My one year’s visit in CIRCL is the most rewarding academic experience that I have ever had. I found the [M(Res.)] seminars very stimulating. With “positive reinforcement”, all the participants are encouraged and involved. I am always encouraged and inspired by the discussions that were held in the seminars, which are though-provoking and very interactive, heated sometimes yet always in a very pleasant and harmonious atmosphere. I am greatly indebted to Karin, Neil and Sue for their wonder...Read More
My one year’s visit in CIRCL is the most rewarding academic experience that I have ever had. I found the [M(Res.)] seminars very stimulating. With “positive reinforcement”, all the participants are encouraged and involved. I am always encouraged and inspired by the discussions that were held in the seminars, which are though-provoking and very interactive, heated sometimes yet always in a very pleasant and harmonious atmosphere. I am greatly indebted to Karin, Neil and Sue for their wonderful seminars, which will have long-lasting influence on my career.Read LessJIANG Jianli (Tina), Associate Professor, Qingdao Technological University, China, CIRCL Academic Visiting Fellow 2016-17
'Studying the Children’s Literature MA at Reading was a hugely challenging and rewarding experience for me. When I began the course I had no idea how much my own thinking, reading and argument would develop, so much so that by the end I considered continuing with a PhD. A year after completing the MA I won University Studentship funding to undertake a PhD at CIRCL. I would recommend the Children’s Literature MA to anybody who wishes to develop their critical thinking in any subject area, n...Read More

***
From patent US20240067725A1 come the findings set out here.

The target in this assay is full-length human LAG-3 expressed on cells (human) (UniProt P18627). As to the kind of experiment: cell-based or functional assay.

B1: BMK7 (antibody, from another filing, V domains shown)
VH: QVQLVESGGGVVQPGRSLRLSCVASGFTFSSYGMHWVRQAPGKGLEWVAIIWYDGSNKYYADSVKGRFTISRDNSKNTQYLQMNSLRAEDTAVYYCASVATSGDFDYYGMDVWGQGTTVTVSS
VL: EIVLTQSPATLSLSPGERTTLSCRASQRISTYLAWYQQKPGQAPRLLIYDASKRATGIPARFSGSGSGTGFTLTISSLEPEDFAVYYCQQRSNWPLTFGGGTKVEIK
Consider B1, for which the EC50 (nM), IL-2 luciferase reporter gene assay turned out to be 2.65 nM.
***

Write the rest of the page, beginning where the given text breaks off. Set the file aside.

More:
'Studying the Children’s Literature MA at Reading was a hugely challenging and rewarding experience for me. When I began the course I had no idea how much my own thinking, reading and argument would develop, so much so that by the end I considered continuing with a PhD. A year after completing the MA I won University Studentship funding to undertake a PhD at CIRCL. I would recommend the Children’s Literature MA to anybody who wishes to develop their critical thinking in any subject area, not just Children’s Literature. The reading and analytical skills that I developed on the MA [became] central to the argument of my PhD thesis.'Read LessHelen Ainslie, CIRCL MA 2004-5, CIRCL PhD 2006-9
Sara Zadrozny (then: Sara Broad), CIRCL MA 2003-4
'I was nervous doing the course as a part-time student as I worried that I may be at a disadvantage. This was definitely not the case. The course is structured so well, and the support I received from [the MA staff] Karin, Neil and Sue (as well as the other students over both years) ensured that I was given the same opportunities, guidance and experience as everyone else. I have really enjoyed this degree and I can see that it has changed the way I think. I would recommend it to anyone who...Read More